I've only seen postive reviews for the Classic Turret, but it's pretty new. It seems like Lee listened to what users didn't like about the earlier turret presses and fixed them on this one.

    I've read many positive reviews on the 550, any negativity I've come across concerns cost of turrets and other add on features, most which aren't absolutely needed but are rather pricey.

    $410 is going to be tough for me to handle, I'd probably have to sell a gun to afford that. $275 is on the outer edge, I could do it without selling anything important like a gun, but it's more than I really want to spend right now. $138 I could do easily.

    Of course, I could stick with my single stage press and it won't cost me anything, but I'll still be buying ammo, I doubt I'd find enough free time to load as much as I'd shoot.

    I'm not really asking anyone to make the decision for me, I can handle that, I just thought some might like to see what I worked up.
  14. benedict1

    benedict1 Well-Known Member

    Caliber changes take seconds with an extra turret and dies set up and adjusted in them. I also found that putting a new set of dies in takes no more than 5 minutes, maybe 10 if I drop one on the floor and have to find it under the bench. The instructions with the Lee DeLuxe Pistol Die Set are very clear on what to do.

    I also like the Factory Crimp Die--I get a lot of range brass and a lot of the 9 mm has the Glock "bulge" near the base, or whatever. I resize, deprime, prime, flare and add powder, seat the bullet and then final Factory crimp and full-lenght post-size in that last die. They will chamber after this, no matter where they came from. The Factory crimp is a nice slant/taper for the auto cartridges and puts a solid roll crimp on the revolver stuff without you having to do anything. For a duffer like me this is super.

    Going from large to small primer and back with the new Lee Safety Primer is a matter of seconds. (this system will take a little getting-used to--it works really well--if a primer doesn't feed, you know it right away and can do something about it--I like that very much)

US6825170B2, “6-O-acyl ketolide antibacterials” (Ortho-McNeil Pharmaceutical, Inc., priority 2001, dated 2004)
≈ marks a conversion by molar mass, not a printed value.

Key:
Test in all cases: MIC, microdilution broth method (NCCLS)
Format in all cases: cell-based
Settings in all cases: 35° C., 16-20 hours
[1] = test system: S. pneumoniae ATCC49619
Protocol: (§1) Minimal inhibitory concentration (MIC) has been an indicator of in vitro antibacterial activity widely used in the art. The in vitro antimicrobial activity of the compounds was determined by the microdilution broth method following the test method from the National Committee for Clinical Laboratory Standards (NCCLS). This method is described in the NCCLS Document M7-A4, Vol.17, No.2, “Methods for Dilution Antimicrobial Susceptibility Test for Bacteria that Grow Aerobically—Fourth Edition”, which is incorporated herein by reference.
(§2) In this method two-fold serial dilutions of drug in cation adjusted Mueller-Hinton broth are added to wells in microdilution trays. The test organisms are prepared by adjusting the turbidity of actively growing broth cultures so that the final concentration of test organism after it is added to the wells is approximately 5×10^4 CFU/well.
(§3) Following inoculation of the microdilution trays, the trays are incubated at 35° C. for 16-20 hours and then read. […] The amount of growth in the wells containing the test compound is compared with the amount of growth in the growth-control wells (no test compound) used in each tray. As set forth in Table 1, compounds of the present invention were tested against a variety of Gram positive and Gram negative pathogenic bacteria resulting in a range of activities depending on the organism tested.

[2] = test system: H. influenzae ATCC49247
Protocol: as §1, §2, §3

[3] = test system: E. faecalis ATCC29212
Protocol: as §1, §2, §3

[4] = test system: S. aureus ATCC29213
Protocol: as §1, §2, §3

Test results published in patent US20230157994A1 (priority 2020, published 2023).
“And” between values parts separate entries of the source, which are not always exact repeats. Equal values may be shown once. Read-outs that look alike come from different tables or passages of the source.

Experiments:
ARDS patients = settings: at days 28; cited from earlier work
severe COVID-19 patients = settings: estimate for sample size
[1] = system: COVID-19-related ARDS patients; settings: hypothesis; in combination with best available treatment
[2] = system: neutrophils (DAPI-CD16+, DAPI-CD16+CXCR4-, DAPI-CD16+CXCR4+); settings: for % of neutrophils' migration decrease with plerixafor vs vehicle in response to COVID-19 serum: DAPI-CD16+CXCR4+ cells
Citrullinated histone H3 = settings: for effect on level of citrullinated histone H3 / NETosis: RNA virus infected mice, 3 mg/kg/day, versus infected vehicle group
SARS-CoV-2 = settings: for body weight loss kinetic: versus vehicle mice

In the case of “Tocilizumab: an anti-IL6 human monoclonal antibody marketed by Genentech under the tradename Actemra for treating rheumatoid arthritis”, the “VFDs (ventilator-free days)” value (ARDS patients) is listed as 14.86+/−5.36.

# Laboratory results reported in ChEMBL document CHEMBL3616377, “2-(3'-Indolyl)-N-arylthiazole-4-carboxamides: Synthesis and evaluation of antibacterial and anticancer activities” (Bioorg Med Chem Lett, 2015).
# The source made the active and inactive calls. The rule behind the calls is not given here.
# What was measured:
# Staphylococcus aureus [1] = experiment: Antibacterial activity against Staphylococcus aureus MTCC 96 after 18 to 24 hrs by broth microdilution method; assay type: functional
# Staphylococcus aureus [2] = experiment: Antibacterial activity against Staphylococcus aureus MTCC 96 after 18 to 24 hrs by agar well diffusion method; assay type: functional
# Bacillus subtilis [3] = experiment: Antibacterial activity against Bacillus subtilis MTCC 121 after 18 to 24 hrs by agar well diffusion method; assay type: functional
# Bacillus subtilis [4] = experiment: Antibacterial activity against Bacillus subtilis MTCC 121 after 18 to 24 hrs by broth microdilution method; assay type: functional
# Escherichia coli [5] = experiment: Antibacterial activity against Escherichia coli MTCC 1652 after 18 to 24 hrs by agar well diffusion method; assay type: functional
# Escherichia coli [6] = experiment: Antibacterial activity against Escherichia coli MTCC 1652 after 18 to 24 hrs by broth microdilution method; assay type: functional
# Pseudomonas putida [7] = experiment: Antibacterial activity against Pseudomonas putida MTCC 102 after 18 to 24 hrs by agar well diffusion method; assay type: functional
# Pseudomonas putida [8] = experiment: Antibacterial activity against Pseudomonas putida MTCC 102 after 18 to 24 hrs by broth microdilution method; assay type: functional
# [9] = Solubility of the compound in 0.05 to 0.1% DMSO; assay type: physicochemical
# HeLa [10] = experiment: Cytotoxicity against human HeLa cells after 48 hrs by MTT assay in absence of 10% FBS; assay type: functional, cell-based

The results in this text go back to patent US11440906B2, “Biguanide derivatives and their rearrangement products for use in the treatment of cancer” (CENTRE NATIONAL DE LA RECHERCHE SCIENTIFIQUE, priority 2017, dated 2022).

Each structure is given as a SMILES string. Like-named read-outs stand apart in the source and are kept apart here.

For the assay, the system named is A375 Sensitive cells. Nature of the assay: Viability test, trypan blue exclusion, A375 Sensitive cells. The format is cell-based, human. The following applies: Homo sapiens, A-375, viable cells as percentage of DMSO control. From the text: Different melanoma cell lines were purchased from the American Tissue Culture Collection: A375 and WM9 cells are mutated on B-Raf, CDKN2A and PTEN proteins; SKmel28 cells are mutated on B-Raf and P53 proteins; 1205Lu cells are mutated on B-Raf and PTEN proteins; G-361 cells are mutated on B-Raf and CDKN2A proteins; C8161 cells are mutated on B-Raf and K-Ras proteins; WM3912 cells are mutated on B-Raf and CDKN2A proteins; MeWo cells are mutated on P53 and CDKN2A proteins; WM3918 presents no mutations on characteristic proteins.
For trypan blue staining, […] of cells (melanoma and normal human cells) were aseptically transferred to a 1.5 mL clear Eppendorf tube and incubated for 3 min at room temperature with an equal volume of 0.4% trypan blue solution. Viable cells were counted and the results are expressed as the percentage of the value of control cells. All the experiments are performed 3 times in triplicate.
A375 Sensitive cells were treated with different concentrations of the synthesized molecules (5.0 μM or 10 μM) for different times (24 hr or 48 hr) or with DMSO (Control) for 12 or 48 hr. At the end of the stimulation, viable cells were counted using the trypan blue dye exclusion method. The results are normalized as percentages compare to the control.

I can go from 9 mm to .38 Special, especially if using one of the Auto Disks for powder dropping, in about two minutes flat. If I use the variable/adjustable charge bar I have to set it and weigh charges but that is the same with any press. I also just made a calibration chart for it and I can set it very close to what I want on the first try. I stick to one powder, Unique, and load everything with it. That makes things more convenient.

    I'm not a Lee salesman, just want to load some good cartridges with no hassle. The Auto-Indexing Turret Press, the New Classic, is a tough piece of machinery that really can go once you get your rhythym established. Will it beat a well-tuned progressive? Nope. But it is far easier to deal with. That's how I got there.

    Someday, if the need arises, I will try a Progressive press again, but it'll have to be a slam-dunk before I spend the dough.
  15. benedict1

    benedict1 Well-Known Member

    Check out these two links for an indepth review of the New Classic Press with all the bells and whistles. They give you complete step-by-step how-to setup instructions between the two sites.



    Cost was definitely a factor for me--I had no dies or anything.

    Whatever you do keep in mind that if you don't like it you can send it back. I know that is a hassle but it is a great option. You will get a lot more reloading kick for your $$ from the Lee setup.